Andrew Robb overcomes his black dog Reply

by Samantha Malagre 

Andrew Robb, Federal Shadow Minister for Finance, wrote a book
about his struggle with depression.

His depression would surface in the mornings. He had no confidence to face the day. He did not want to make a decision. For 43 years, he dealt with extreme anxiety and dread.

Andrew Robb, Federal Shadow Minister for Finance, resisted advice and treatment for his depression for decades. He was afraid of the stigma attached to depression. He was also afraid the stigma would affect his career as a highly regarded politician.

Mr Robb talked about his struggle with depression, which was notably described in his recent book, Black Dog Daze, with writer and journalist Lisa Pryor at the Sydney Writers’ Festival.

Despite his debilitating illness, Mr Robb was productive throughout his years of his untreated depression, even running the election campaign for John Howard.

“Most people think that if you’re depressed, you can’t be productive,” he said.

Diagnosed finally in 2009, he was placed on a cocktail of drugs, one of which made him worse, although he says he never had suicidal thoughts. Mr Robb said he finally found medication that worked effectively to remove the symptoms and has now returned to full duties in his political life.

Andrew Robb said men’s intolerance of depression is worse in rural areas. However, he believes depression should be acknowledged and that it is important for men who are feeling depressed to tell someone.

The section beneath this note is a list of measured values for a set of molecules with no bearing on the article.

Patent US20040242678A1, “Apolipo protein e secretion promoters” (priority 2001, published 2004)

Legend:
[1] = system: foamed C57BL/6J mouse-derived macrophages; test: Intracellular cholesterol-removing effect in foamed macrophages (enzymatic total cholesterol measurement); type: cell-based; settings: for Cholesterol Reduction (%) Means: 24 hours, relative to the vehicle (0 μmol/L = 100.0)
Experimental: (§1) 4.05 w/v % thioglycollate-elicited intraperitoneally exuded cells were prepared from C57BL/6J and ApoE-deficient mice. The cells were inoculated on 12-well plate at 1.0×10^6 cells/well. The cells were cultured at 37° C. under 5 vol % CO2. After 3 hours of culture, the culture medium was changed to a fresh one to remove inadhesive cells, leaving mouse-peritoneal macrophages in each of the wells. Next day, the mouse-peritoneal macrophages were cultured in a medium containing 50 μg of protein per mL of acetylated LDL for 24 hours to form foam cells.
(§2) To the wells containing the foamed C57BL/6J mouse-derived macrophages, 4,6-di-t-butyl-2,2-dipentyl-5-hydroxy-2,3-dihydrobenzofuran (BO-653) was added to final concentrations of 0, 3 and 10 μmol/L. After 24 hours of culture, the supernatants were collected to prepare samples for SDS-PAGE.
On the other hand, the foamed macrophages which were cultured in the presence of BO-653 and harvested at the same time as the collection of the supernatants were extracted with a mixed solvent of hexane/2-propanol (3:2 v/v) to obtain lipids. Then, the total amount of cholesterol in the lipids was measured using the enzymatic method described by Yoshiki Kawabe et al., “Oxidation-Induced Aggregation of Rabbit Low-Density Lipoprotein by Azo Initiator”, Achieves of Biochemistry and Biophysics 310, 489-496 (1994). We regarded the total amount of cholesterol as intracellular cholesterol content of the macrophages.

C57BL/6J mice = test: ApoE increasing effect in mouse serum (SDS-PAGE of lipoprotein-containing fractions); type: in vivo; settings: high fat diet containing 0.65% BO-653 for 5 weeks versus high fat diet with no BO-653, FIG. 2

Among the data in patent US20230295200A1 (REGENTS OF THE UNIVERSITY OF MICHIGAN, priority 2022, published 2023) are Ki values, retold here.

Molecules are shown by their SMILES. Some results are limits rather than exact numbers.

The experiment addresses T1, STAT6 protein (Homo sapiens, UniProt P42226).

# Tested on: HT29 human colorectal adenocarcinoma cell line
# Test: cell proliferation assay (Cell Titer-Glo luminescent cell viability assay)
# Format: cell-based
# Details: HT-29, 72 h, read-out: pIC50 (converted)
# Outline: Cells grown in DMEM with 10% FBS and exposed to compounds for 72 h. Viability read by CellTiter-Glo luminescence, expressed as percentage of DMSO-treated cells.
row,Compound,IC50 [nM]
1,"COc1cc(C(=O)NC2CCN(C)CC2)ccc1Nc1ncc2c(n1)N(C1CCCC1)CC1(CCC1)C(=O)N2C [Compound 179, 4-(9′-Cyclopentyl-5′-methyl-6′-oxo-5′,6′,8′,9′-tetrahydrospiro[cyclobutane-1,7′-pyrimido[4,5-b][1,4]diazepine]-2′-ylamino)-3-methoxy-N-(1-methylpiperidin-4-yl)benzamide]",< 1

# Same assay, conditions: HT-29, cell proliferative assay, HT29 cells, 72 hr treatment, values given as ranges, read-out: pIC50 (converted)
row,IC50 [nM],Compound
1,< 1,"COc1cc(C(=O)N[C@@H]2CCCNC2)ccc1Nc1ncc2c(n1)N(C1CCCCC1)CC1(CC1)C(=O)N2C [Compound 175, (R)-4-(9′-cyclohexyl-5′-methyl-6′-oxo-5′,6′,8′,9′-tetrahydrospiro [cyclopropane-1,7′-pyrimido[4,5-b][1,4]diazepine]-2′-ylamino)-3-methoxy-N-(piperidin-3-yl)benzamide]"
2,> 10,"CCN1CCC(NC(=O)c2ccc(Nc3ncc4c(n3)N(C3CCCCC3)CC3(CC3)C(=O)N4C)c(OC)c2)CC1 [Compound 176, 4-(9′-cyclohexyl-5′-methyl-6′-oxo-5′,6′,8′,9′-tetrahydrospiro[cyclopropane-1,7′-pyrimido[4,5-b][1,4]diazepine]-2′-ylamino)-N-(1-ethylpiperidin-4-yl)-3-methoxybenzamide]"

Mr Robb reached out his friend, former Victorian Premier, Jeff Kennett, who is on the board of Beyond Blue, the national depression initiative that provides information on the illness.

He said there are many men, and women too, who need the comfort of knowing that depression is an illness like any other.

Surprisingly, he says the stigma attached to depression is a concern that he shares, but understands why people diagnosed as depressed don’t tell their employers.

“Even though people are tolerate and understanding, if I were under 40, I would never have gone public,” he says.

Andrew Robb is happy he was able to seek treatment and return to a busy political life, but acknowledges that for many, that isn’t always possible. He recommends that anyone suffering from depression to seek support.

“Support and resources are needed in our society.  I would like to see people get access to the resources they need.”


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